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Ed Ruggero

Ed Ruggero

Ed Ruggero, author most recently of The First Men In, helps organizations develop the kinds of leaders people want to follow. His Gettysburg Leadership Experience teaches battle-tested leadership lessons that endure today.

Warnings to the President

Back when the Big Three auto executives were getting beaten up in Congress for using corporate jets to come begging for public money, I remember wondering if there wasn't at least one person in Detroit with enough media savvy to say, "Hey boss, fly commercial because the jet-service-for-one won't play well on the unemployment line in Peoria." Apparently, there is a similar dearth of PR common sense on Wall Street. I mean, did John Thain, the newly unemployed former head of Merrill Lynch, think that taxpayers who forked over billions to save his company would take kindly to the extravagant year-end bonuses he shoveled out to the executives who sank the firm? The high jinks of Thain and the other Wall Streeters might look like a rash of smart people suddenly becoming stupid, but it's more likely that we're seeing what happens when intelligent people allow themselves to be managed.

A few weeks before the inauguration, Barack Obama attended a White House luncheon hosted by then-President Bush; other guests were former presidents Bush, Clinton and Carter. When asked what he learned from his predecessors, Obama said all the men told him it is very difficult to get unfiltered information, and that even the most experienced and best-meaning staff members will, to some extent, tell you what they think you want to hear.

Busy people, whether it's the President of the United States or the leadership of a large company, face tremendous demands on their time. We build organizations around these folks to filter and present relevant information; we surround them with gatekeepers and media experts and people to take care of the small stuff. But the cost can be the kind of isolation that led Harry Truman to call the White House the "crown jewel of the America prison system." Assistants and deputies may be afraid to be the bearers of bad tidings, or they may be incapable of seeing things from a perspective that differs from the boss'.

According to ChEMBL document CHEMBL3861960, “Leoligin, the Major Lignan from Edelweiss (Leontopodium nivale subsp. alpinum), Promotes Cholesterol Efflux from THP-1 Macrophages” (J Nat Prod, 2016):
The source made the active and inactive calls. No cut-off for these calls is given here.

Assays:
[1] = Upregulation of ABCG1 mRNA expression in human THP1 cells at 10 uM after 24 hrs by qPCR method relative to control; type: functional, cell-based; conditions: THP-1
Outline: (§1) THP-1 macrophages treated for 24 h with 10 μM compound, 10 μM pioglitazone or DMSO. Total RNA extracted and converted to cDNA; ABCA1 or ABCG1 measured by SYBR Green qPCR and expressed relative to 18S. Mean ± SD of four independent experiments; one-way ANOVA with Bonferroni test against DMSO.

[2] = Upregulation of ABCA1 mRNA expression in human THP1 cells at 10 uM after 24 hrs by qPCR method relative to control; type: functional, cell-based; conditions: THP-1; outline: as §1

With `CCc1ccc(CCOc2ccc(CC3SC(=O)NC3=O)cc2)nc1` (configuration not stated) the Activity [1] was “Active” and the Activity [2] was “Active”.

In the case of Wall Street, even the best-intentioned leaders who don't frighten anyone can become dangerously isolated because their advisers have the same world view, share work environments and values, and are similarly trained and acculturated. The advisers walk and talk alike, and so are woefully unprepared to see things from a different perspective.

This trend toward isolation and delusion is nothing new. The reason court jesters had license to joke about the emperor's nakedness is because the emperor knew that everyone else was afraid to tell him. The Roman Catholic Church took steps to counter this organizational vulnerability when canonizing a saint. Among the priests reviewing the case was a devil's advocate whose job was to poke holes in the stories, to question the evidence, to be an agent provocateur.

The United States Army, whose officers are part of a culture that is even stronger than that of bankers, also recognizes this Achilles heel. The Army's top leaders know that its officers share strong values and beliefs and are the products of a remarkably coherent professional education system, and thus have a hard time questioning assumptions and received wisdom even when they want to. To counter this built-in flaw, the Army trains its own devil's advocates.

In an education program whose unofficial name is "Red Team University," mid-career officers learn to bring different cultural perspectives and modes of thinking to bear in the planning of military operations. Their job is to help planning staffs avoid "getting sucked into groupthink," according to Greg Fontenot, the program director, quoted in an article in US News and World Report. "This is having someone inside that says, 'Wait a minute, not so fast.'"

Of course it takes special skills to play the gadfly in a hierarchical organization of Type A personalities, which describes both banking and the military. Someone who is going to challenge conventional wisdom has to build relationships and check his or her ego at the door. The best Red Teamers aren't trying to be right or setting themselves up to deliver the never-helpful "I told you so." And it takes both intellectual and moral courage to swim against mainstream thinking.

Smart leaders in any organization can and probably should cultivate their own Red Teamers. President Franklin Roosevelt had two confidantes, campaign manager Louis Howe and private secretary Missy LeHand, who were close enough to the President to tell him when he was being foolish. If that approach was good enough for the nation's chief executive during the Depression (1.0) and World War Two, it ought to be good enough for Wall Street, Detroit. As for the current occupant of the White House, so far the best we can say is that he admits he's been warned.

By Ed Ruggero

 |  February 2, 2009; 11:51 AM ET
Category:  Economic crisis Save & Share:  Send E-mail   Facebook   Twitter   Digg   Yahoo Buzz   Del.icio.us   StumbleUpon   Technorati  
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